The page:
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Cecilia Ford, who has been a psychologist in private practice in New York City since 1987, has addressed emotional issues for Women’s Voices in many articles over the years.

A recent article in the London-based newspaper The Daily Mail reports that the number of older women seeking treatment for alcohol problems in Great Britain has risen an astonishing 65 percent in the past five years, even though overall rates of alcohol abuse have been dropping.

A book we reviewed earlier this year, Her Best-Kept Secret, which focused on U.S. women, indicates that drinking is on the rise here as well. Both sources point to similar factors that may be contributing to the problem.

Social changes are primary. Today there is less stigma attached to the idea of women’s drinking than there used to be—and those who are still self-conscious about it can drink at home. Many women are indulging alone, a practice aided by the easy availability of home delivery.

Older women are especially vulnerable to increased alcohol abuse for a number of reasons. The Daily Mail article quotes psychiatrist Paul McLaren: “A common pattern is for regular drinkers, who have had their consumption constrained by the structure of working, tipping into harmful drinking in retirement. Many of the women I see are retired professionals who never had issues with alcohol in the past.”

Also relevant is the fact that women are more susceptible to depression than men. A study, “Use and Misuse of Alcohol in Older Women, by Frederic C. Blow and Kristen Lawton Barry, points out that “Older women tend to have longer life expectancies and to live alone longer than men, and they are less likely than men in the same age group to be financially independent. These physical, social, and psychological factors are sometimes associated with at-risk drinking in older adulthood, so they are especially relevant for older women.”

Women who outlive their spouses may face years, if not decades, of life without a partner. Loneliness is often a factor in their abuse of alcohol. As the long evenings stretch ahead, one drink leads to two, and so on. There are no children or husband around to care for, so what does it matter, a woman may reason, if she is not at the top of her game?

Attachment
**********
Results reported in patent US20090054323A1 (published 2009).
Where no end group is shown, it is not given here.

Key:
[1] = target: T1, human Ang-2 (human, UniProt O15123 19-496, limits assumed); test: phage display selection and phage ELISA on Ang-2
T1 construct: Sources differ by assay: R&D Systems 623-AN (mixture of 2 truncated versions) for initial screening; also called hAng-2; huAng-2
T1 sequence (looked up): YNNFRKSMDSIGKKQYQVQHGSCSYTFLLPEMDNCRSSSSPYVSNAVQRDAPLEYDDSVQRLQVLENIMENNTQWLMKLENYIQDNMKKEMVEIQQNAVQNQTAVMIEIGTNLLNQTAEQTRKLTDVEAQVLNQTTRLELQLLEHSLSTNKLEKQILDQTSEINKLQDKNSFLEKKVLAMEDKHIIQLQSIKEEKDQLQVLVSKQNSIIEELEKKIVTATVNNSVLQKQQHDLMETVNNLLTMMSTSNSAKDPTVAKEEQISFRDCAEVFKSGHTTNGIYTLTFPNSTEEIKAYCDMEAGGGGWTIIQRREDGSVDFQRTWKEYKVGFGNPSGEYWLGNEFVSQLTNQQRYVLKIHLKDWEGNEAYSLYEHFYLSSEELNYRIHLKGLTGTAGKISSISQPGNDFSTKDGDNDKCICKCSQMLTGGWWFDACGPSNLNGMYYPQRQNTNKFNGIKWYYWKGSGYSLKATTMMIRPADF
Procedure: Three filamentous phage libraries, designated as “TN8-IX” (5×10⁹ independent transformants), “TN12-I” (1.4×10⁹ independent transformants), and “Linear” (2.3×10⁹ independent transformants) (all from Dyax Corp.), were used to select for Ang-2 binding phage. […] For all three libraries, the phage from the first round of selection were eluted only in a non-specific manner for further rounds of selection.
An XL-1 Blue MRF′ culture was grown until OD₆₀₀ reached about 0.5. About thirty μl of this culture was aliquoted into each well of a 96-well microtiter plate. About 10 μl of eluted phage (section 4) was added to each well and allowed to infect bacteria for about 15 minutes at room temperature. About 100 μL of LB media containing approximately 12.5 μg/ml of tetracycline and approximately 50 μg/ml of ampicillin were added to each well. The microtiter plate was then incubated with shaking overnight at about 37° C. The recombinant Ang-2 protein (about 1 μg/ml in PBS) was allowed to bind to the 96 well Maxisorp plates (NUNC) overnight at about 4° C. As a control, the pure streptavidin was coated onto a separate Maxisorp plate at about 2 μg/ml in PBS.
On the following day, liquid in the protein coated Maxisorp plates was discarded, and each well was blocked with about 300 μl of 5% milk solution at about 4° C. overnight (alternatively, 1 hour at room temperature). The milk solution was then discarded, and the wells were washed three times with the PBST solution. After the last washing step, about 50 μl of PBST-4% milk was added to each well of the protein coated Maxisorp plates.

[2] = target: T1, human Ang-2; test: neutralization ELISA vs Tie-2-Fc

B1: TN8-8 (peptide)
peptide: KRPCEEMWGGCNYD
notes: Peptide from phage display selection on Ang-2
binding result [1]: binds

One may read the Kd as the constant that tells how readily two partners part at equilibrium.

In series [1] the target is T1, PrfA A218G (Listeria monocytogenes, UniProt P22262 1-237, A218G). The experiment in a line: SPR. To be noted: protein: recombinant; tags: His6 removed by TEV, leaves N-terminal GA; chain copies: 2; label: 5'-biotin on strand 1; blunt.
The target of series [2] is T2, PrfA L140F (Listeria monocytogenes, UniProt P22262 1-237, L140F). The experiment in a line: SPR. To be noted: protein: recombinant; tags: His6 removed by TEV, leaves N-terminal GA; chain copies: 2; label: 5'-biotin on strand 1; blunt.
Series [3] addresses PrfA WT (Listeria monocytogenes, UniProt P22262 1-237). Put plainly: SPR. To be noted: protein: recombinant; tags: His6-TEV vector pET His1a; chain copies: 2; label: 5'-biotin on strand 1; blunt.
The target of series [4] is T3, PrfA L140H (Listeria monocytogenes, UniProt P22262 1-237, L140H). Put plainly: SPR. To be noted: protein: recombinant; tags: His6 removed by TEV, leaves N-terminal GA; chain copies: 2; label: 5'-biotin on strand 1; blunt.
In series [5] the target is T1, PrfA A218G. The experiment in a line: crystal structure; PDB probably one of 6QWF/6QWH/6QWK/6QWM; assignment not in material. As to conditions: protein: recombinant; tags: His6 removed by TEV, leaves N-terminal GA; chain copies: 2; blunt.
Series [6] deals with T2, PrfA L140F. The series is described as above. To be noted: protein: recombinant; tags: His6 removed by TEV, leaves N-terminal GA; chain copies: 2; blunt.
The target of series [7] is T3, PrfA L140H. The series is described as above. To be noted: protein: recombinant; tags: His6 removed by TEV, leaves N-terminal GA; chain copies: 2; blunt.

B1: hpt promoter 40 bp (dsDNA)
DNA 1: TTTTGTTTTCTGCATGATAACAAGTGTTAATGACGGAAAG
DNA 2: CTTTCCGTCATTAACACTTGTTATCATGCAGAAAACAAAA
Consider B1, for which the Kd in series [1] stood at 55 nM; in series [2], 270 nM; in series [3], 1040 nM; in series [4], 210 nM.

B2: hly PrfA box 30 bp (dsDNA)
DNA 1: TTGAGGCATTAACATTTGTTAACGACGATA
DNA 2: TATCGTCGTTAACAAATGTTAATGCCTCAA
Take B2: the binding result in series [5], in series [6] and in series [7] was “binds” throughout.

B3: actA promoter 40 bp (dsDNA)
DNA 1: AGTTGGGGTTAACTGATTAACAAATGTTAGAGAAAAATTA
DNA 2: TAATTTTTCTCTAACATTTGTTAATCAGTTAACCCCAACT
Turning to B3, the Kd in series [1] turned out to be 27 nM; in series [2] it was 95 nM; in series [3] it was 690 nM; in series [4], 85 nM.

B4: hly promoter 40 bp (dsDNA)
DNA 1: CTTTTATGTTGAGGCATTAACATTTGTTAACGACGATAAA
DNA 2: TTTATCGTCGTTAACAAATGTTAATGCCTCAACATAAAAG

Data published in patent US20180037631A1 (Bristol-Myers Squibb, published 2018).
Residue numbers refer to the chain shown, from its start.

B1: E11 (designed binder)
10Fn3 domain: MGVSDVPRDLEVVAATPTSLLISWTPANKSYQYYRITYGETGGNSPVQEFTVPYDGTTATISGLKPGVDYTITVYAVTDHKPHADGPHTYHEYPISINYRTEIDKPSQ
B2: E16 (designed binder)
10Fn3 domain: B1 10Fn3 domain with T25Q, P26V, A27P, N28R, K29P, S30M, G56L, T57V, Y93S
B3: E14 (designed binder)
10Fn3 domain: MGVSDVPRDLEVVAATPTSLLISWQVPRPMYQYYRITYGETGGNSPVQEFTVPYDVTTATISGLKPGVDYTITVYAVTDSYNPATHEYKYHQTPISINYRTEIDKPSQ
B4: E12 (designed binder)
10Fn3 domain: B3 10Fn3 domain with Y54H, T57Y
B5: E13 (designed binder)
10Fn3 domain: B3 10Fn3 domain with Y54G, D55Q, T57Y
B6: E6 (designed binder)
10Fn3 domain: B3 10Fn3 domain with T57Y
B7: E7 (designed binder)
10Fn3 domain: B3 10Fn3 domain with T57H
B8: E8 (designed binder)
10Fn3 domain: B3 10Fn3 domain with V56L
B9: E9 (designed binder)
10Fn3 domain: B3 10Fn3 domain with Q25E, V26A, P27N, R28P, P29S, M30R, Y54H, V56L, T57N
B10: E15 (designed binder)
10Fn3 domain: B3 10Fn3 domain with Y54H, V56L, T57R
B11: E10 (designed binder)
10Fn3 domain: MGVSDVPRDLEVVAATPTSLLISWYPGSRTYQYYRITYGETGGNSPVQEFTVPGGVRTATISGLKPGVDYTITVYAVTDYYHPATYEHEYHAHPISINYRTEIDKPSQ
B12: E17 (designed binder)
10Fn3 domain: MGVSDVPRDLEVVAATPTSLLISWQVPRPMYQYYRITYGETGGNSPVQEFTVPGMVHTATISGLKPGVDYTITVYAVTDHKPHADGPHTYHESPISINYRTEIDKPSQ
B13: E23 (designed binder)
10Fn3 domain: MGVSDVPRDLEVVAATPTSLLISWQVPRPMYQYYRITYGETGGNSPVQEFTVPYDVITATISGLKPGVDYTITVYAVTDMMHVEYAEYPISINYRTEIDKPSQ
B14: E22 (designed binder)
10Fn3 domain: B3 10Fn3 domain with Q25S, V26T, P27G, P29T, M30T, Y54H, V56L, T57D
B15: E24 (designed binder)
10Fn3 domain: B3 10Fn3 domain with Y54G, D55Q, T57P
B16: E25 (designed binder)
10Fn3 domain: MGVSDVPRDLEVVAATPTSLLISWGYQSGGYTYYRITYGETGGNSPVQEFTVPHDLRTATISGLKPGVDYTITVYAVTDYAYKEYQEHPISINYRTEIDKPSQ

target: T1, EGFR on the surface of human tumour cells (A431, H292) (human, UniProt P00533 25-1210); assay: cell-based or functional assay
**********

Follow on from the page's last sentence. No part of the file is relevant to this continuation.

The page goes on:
That a woman drinks alcohol every day is not necessarily a problem; what is crucial is the amount she consumes. As we women age, our susceptibility to the effect of alcohol increases. Here is an explanation from the Blow and Barry study noted above

Older women have major physical risk factors that make them particularly susceptible to the negative effects of increased alcohol consumption [Blow, F. Substance Abuse Among Older Adults, 1998]. Women of all ages have less lean muscle mass than men, making them more susceptible to the effects of alcohol. In addition, there is an age-related decrease in lean body mass versus total volume of fat, and the resultant decrease in total body mass increases the total distribution of alcohol and other mood-altering chemicals in the body. Both men and women experience losses in lean muscle mass as they age, but women have less lean muscle mass than men throughout adulthood and, therefore, are less able to metabolize alcohol throughout their lives, including into older adulthood (see Blow 1998 for further information). Liver enzymes that metabolize alcohol and certain other drugs become less efficient with age, and central nervous system sensitivity increases with age for both genders. In sum, compared with younger adults, and with older men, older women have an increased sensitivity to alcohol.